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Broadband Mapping

In Discussing ‘Broadband and the Biden Administration,’ Trump and Obama Transition Workers Praise Auctions



Screenshot from the November 2 Broadband Breakfast Live Online webcast

November 22, 2020 – In the event that the incoming administration of President-elect Joe Biden seeks substantial funding for broadband infrastructure, there is a strong likelihood that such monies would be channeled through a reverse-auction mechanism, said panelists at the Broadband Breakfast Live Online event on November 11.

See more from Broadband Breakfast Live Online, including “Broadband and the Biden Administration, Part II,” on December 2, 2020.

In a discussion with Broadband Breakfast Editor and Publisher Drew Clark, two broadband policy experts who served on the transition teams for Donald Trump and Barack Obama, respectively, championed the role of such a mechanism as efficient and fair.

Previous attempts to run funding through other selection processes provided funds only to the well connected, claimed to Mark Jamison, research and education director at the University of Florida, and who served on then President-elect Trump’s 2016 transition team.

Places with a Democratic governor or a congressman of either party that sat on a powerful committee were funded more often compared to other regions, Jamison said.

Whether or not funding mechanisms were in fact biased in that way, both Jamison and Technology Policy Institute President Scott Wallsten both praised the transparency and economic efficiency of the Federal Communications Commission’s reverse-auction funding mechanism.

Wallsten, an economist who was involved in the transition for then President-elect Obama, and who also served on the National Broadband Plan implemented in the first year of the Obama administration, criticized the Rural Utility Service and the old funding process of Universal Service Fund. Both said under these mechanism, a lot of money is spent without good information about how such funds are awarded or distributed.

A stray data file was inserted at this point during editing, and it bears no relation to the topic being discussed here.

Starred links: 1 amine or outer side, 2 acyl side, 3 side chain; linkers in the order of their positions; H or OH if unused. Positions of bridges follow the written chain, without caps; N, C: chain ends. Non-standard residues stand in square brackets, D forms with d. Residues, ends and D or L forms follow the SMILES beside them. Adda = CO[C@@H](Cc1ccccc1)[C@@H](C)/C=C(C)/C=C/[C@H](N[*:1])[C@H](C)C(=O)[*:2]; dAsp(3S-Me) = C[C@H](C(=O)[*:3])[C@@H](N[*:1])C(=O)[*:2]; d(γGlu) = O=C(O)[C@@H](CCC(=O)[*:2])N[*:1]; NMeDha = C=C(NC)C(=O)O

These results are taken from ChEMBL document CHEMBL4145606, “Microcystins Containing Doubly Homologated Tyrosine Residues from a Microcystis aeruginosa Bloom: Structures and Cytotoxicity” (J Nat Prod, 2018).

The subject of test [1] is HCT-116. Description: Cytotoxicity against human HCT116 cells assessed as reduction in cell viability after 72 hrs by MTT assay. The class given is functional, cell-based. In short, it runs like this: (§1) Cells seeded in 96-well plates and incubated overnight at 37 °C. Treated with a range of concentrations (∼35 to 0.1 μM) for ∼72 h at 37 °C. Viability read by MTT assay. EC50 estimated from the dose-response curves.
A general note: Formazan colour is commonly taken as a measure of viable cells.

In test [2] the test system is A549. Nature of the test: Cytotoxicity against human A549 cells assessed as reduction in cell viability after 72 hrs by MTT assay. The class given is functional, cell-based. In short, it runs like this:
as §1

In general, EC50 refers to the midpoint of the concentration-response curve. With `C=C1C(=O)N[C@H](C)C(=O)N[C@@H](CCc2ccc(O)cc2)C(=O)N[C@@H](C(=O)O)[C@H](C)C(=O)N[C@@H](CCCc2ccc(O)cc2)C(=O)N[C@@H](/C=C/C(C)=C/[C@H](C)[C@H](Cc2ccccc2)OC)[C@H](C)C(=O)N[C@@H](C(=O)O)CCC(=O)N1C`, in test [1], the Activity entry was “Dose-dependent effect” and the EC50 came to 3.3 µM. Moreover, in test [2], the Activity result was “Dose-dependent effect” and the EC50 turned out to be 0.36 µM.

Wallsten and Jamison agreed that more data would help make broadband funding more effective, they also said that the FCC was right to move forward with its Rural Digital Opportunity Fund auction on October 29 – part of the new auction-based approach to the Universal Service Fund – despite imperfect mapping.

In part, this was because any inadequacy of mapping data can be resolved in the challenge process, said Wallsten. Additionally, it is not clear that auctions like RDOF, or the Connect American Fund auction in 2018, would have yielded better results had the FCC waited to update their maps.

Jamison and Wallston also projected how the Biden administration might tackle net neutrality, Section 230 and antitrust regulation.

Jamison said that if the Biden administration reinstitutes net neutrality, it will quickly see that that won’t work very well.

Wallsten said that if it’s reinstituted the debate will be different than in the past. A large part of net neutrality is paid prioritization where third parties can pay ISP’s to put their content “at the front of the line.” He said that the pandemic has demonstrated why no paid prioritization may be a mistake, as many people need guarantees of stable connection for their schooling and telehealth applications.

Wallsten also noted that many made doom and gloom forecasts when the Trump administration FCC removed net neutrality protections in December 2017. None of those predictions came to pass, he said.

Both also agreed that the FCC should not be involved the regulation of Section 230 of the Communications Decency Act, which protects tech platforms from liability for user-generated comments.

They also were wary of changes to the consumer welfare standard governing antitrust because, said Jamison, “If you’re not regulating for consumers, who are we regulating for?”

See “Broadband Breakfast Live Online on Wednesday, November 11: Broadband and the Biden Administration,” Broadband Breakfast

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National Broadband Plan

National Broadband Plan Has Held Up Well, With Notable Downsides, Say Authors



Photo of Blair Levin, former executive director of the National Broadband Plan, by New America used with permission

June 29, 2020 — The National Broadband Plan has been successful, despite notable downsides, said panelists in a Federal Communications Bar Association webinar on Friday.

The plan, first released ten years ago, aimed to increase competition, provide lower-cost service to more Americans and decrease regulatory barriers to broadband rollout.